Starcrawler make exciting, dangerous and glamourous rock and roll music.
Exploding out of Rough Trade Records is the debut album from Starcrawler. A four piece from LA formed when vocalist Arrow De Wilde met guitarist Henri Cash in 2015 (and then met up with rhythm section Austin Smith and Tim Franco). Not content with releasing the catchiest song ever written about Ants, the band have moved on to cover more basic concerns (OK, sex, violence, and maybe chickens). They’ve already attracted a lot of big name endorsements (like Dave Grohl and Elton John), and the debut album is produced by Ryan Adams. Ants may not be on here, but Starcrawler have delivered ten new tracks showing their brand of glamourous punk rock.
Their sound “Train” sets the scene, clocking in at just over a minute long, – “Train rolling in… well here I go” screams Arrow De Wilde, giving due warning of what’s to come. These’s no gentle introduction, these songs barge in, kick over your trash cans and steal your whisky.
“I Love LA” is the single you may have already heard, Starcrawler’s love for their city coming across as thoroughly genuine, a city where glamour is never far away, even if you’re living and working miles away from the action, and there are areas you might never want to visit. It’s the feelgood moment on the album.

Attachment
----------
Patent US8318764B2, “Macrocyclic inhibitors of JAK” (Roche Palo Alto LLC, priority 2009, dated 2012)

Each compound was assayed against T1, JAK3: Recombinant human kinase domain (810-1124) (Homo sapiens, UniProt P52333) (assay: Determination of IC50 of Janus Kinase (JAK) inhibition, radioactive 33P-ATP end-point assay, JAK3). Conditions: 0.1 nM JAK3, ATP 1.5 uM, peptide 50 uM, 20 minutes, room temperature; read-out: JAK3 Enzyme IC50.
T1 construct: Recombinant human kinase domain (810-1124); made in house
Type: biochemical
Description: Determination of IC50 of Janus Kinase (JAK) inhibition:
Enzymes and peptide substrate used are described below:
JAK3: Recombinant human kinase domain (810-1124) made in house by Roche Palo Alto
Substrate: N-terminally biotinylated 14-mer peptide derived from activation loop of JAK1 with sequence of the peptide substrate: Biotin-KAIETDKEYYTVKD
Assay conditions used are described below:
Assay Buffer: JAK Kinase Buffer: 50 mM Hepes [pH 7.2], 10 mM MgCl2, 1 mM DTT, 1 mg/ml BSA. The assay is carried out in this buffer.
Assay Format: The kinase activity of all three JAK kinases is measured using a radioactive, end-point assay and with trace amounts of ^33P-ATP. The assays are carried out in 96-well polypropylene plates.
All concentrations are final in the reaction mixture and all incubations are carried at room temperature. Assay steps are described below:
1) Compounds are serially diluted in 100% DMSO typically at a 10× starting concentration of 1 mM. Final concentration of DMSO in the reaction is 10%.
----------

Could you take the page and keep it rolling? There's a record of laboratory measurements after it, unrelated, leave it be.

But then “Different Angles” allows De Wilde to threaten your safety, chirpily offering, “I’ll teach you how to die, my friend”, and sounding not unlike X-Ray Spex. Elsewhere on the album, tracks like “Full of Pride” and “Let Her Be” hint at a more classic California punk sound, and slightly echo bands like Crime, the Muffs and X.
Can a track sound epic and still be under 4 minutes long? “Chicken Woman” makes its case as album as album centrepiece. Think a portentous intro, lyrics about chickens, and a guitar freakout fade. “Pussy Tower” is a particular album highlight, with it’s dirty-minded trash talk, the spirit of the Carrie Nations living on in this filthy and funky workout. It’s De Wilde and Cash telling you what they need every day, over reverb so low you might worry for your speakers.
“Tears” is the only thing on here that isn’t delivered full pelt, it’s a slower bluesy number that almost could be described as quieter, but luckily never can be. Before the band close with “What I Want”, which sums up their ethos perfectly, De Wilde snarling “I don’t want to be anything but me” over a steady riff.
In under half an hour Starcrawler have delivered the perfect debut album. There’s no way a band should be able to pack this many hooks and this much attitude into 30 minutes. It should be issued with a warning, when you’ve finished listening to it, you’ll immediately want to see them play it live.